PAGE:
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Man Murders Couple & Rapes 2 Year Old Just Hours After Release From Prison, Cops Say

A 24-year-old man has been charged with killing an elderly couple and raping their 2-year-old great-grandchild, in a crime that occurred just hours after he was released from prison in a separate sexual-assault case, state officials said on Tuesday. Jerry Active was arrested on Saturday by police and has been charged in the murders of…

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A 24-year-old man has been charged with killing an elderly couple and raping their 2-year-old great-grandchild, in a crime that occurred just hours after he was released from prison in a separate sexual-assault case, state officials said on Tuesday.
Jerry Active was arrested on Saturday by police and has been charged in the murders of Sorn Sreap, 71, and her husband, Touch Chea, 73, and the rape of the toddler they were babysitting that night. Active is also charged with raping Sreap.

The elderly victims’ bodies had signs of blunt-force trauma, but autopsies will determine the cause of death, the Anchorage Police Department said in a statement. Active could spend the rest of his life in prison if convicted of the murders and rapes.

Active, who had pleaded guilty to breaking into a Dillingham, Alaska, home in 2009 and sexually assaulting a child and other residents, was released from prison on probation on Saturday morning after serving part of a seven-year sentence, said Kaci Schroeder, a spokeswoman for the Alaska Department of Corrections.

It was not immediately clear why Active was allowed to serve less than his full sentence. Schroeder said she did not have certain details about his case.
He was released from prison in Anchorage at 8:09 a.m. Saturday, about 12 hours before the crimes were reported, Schroeder said.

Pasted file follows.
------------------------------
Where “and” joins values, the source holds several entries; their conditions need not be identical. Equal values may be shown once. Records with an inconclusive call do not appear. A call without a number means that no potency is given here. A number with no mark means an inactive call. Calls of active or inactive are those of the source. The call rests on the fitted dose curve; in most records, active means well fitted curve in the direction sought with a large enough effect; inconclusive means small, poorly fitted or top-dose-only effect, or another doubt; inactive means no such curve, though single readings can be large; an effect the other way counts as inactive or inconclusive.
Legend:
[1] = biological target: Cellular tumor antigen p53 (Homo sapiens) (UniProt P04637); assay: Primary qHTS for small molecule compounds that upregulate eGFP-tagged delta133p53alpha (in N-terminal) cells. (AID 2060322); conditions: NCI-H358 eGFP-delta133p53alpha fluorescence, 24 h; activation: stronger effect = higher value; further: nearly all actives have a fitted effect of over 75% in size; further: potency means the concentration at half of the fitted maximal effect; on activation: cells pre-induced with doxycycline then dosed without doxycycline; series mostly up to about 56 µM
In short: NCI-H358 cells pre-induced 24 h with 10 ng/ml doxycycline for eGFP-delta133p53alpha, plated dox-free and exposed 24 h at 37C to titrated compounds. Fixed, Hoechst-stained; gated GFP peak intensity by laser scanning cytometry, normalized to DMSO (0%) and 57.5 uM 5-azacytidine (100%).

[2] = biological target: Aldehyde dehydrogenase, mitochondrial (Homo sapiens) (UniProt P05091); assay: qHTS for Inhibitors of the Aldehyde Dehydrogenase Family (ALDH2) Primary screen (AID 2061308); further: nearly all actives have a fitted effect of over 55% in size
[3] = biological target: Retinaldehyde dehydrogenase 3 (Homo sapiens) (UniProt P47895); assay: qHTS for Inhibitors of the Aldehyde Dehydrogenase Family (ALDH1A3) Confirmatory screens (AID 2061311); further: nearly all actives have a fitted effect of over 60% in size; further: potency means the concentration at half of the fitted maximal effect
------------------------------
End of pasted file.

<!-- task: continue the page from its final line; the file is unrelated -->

The toddler’s parents returned home from a movie and found the suspect naked in a bedroom with the child and the great-grandparents dead, said the Anchorage police statement. The parents confronted the suspect, but he escaped, police said.

Active was arraigned on Sunday, with bail set at $1.5 million, according to court records. A state judge on Tuesday scheduled a June 5 preliminary hearing. A public defender for Active could not be reached for comment.
Active has a lengthy court record, with several misdemeanor arrests prior to the 2009 felony case. He was first released on the Dillingham case on October 2, 2011, but violated probation and was sent back to prison two days later, according to records Schroeder released.
Since then he has been in and out of prison after committing other probation violations, Schroeder said.

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Veterans Affairs Gives 1,300 Vets Unproven COVID-19 Drug Touted By Trump

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The federal Department of Veterans Affairs has been giving 1,300 veterans hydroxychloroquine as a treatment for the coronavirus since late March — even though the drug has not been proven to be effective against the illness and may even trigger fatal heart problems.